So, you’re constantly adapting, all the time, which, depending on your levels of fatigue, can sometimes just seem more effort than it’s worth. You think, “Hmm. Do I really want to go to my niece’s birthday barbeque?” because there’s have to be this whole chain of events to get to that. But you really want to go to your niece’s barbeque, because she’s your niece and you love her to bits. But what will come along in between you starting your planning, your preparation - which could be the week before – and the actual day of the event. So, you can have that conflict in your brain sometimes. To get to that point.

 

Sharon wants to be independent in spite of vasculitis, but “nip to the shop” can be too much.

Sharon wants to be independent in spite of vasculitis, but “nip to the shop” can be too much.

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And you mentioned earlier about driving the minibus. Are you restricted for driving now, or is that okay?

No, I can, I mean, I still have my licence and so I’ve declared – well, I’ve not had to declare to DVLA because there, there’s not a box to be ticked on that, but I do limit it. I am the passenger unless everybody else has been to an event and I’m the only person – because I don’t drink, so I’m then the nominated driver, but it’s few and far between. And, and some days that could be absolutely grand, or even, I might think, “Oh, I’ll nip to the shop and get the shopping,” or whatever, to do the supermarket. And I can drive there, I can push the trolley, and I’ll be halfway around the shop, and then trying to pick up the next carton of milk and it’s just, it’s a step too far, you know? By that point, the joints have gone or the fatigue’s set in, or the whatever. And then, then it’s an issue to, to continue with the shop and drive home, so my family have now got to the point where it’s, “Just don’t bother, mum. It’s more hassle than it’s worth [laughs]. We’ll just do it.” Which is not pleasant because you want to be independent. But. It’s probably less of an intrusion in their lives to pop and get some shopping, than to say, for me to phone from the town and say, “Can somebody come and get me?”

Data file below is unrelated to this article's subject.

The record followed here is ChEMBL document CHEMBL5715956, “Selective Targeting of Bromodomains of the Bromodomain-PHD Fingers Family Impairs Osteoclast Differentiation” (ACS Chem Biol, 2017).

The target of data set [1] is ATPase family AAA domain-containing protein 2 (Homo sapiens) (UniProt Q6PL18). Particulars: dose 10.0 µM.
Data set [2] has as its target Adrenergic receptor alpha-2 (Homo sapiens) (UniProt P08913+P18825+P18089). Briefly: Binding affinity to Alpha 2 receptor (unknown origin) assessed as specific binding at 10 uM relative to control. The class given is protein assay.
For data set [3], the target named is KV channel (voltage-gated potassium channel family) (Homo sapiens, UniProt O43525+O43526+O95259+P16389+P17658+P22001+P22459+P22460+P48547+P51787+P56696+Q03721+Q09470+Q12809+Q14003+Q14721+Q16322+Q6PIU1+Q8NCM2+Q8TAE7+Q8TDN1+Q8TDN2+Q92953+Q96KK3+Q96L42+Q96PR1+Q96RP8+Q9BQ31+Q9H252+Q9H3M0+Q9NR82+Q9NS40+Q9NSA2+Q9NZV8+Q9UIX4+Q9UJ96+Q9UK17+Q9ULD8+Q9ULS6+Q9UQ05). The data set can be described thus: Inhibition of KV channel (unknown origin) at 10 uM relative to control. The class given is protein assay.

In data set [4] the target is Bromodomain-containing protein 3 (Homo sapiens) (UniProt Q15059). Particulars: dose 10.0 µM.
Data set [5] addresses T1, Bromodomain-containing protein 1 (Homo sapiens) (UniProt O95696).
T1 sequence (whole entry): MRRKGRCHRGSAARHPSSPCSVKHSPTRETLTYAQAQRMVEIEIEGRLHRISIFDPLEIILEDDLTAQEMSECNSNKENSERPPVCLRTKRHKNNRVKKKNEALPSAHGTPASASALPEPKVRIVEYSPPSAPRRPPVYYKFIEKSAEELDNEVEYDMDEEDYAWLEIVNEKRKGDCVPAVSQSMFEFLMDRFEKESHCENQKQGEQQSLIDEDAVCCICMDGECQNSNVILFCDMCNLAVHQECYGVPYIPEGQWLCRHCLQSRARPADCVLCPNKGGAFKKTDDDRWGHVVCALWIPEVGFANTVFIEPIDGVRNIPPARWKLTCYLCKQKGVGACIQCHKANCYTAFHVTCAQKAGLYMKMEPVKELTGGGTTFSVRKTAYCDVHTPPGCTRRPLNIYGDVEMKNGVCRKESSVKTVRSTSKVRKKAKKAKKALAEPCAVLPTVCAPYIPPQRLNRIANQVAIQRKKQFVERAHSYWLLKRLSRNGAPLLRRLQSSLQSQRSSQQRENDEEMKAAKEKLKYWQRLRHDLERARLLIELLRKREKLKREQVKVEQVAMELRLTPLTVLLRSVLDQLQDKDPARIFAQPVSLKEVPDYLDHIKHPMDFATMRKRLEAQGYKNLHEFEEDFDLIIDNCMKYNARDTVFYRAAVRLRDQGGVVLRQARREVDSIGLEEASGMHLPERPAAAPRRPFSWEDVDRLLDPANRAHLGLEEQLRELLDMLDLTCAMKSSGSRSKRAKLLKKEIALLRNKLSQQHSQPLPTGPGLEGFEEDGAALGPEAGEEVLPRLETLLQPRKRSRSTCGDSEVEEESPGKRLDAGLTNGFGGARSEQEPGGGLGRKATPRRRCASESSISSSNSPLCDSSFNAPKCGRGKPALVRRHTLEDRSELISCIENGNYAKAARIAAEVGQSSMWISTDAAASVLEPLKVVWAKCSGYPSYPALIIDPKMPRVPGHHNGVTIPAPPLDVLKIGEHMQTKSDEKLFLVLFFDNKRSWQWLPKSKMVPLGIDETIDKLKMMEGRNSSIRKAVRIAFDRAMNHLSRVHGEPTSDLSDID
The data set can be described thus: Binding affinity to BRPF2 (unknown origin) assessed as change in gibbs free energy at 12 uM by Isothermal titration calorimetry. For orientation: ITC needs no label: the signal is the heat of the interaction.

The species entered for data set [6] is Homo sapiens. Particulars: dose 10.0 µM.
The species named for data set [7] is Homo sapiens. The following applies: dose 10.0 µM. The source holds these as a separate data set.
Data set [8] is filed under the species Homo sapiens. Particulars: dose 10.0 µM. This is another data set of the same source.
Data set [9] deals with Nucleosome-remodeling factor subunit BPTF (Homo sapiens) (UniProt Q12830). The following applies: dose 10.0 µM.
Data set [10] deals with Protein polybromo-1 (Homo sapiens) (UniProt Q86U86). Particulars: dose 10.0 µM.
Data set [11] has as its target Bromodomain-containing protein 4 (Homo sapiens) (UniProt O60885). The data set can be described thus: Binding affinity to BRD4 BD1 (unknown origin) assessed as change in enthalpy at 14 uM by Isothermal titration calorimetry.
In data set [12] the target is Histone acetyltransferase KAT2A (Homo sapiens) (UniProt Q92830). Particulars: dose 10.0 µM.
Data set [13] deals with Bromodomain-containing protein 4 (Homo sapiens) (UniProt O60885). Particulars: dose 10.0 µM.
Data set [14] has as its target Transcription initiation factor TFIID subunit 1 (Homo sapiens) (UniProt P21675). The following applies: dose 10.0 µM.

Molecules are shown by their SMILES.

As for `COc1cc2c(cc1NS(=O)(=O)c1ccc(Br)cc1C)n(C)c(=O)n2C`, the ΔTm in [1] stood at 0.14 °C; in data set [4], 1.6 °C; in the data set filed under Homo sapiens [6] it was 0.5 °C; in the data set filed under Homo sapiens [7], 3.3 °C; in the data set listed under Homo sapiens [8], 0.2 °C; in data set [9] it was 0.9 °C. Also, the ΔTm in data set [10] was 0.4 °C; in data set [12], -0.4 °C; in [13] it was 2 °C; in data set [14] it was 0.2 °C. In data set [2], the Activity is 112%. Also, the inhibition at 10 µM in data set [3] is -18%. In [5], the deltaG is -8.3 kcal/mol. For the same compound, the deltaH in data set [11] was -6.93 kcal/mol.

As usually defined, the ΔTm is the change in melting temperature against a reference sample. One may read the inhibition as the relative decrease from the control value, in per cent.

Sharon has vasculitis and a kidney transplant but couldn’t get medical retirement. She now lives with “restricted finance.”

Sharon has vasculitis and a kidney transplant but couldn’t get medical retirement. She now lives with “restricted finance.”

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And I think David and I had decided by that point that careers weren’t high up on our list. If we could get by, if we could get by financially with, you know, part-time or supply or something, that would be fine. We were more concerned about living our lives rather than working the nine ‘til five previously. So, I resigned. At that point. Asking to go on supply, to give me that option for a little bit of money coming in, every month. But I did that because my personal reason, because I felt it was unfair on my colleagues, really. And I didn’t have the, I didn’t have the energy or the desire to go back and fight [my employer] anymore, because we’d already been through all that with occupational health and applying for medical retirement and all those types of things.

Because I had lots – I have, I’ve got quite a few letters from various occupational health assessment people to say that I have two life-limiting conditions that will cause uncertainty in the future and going forward, but that’s not a good enough classification for early release of your pension. So, and having sort of fought that battle, taken advice from MPs, MSPs, union representatives. Again, David and I, we just made the decision that we’ll just walk away from that one, we can concentrate our energies on keeping fit, keeping well and enjoying life. With restricted finance. It was a decision that we made.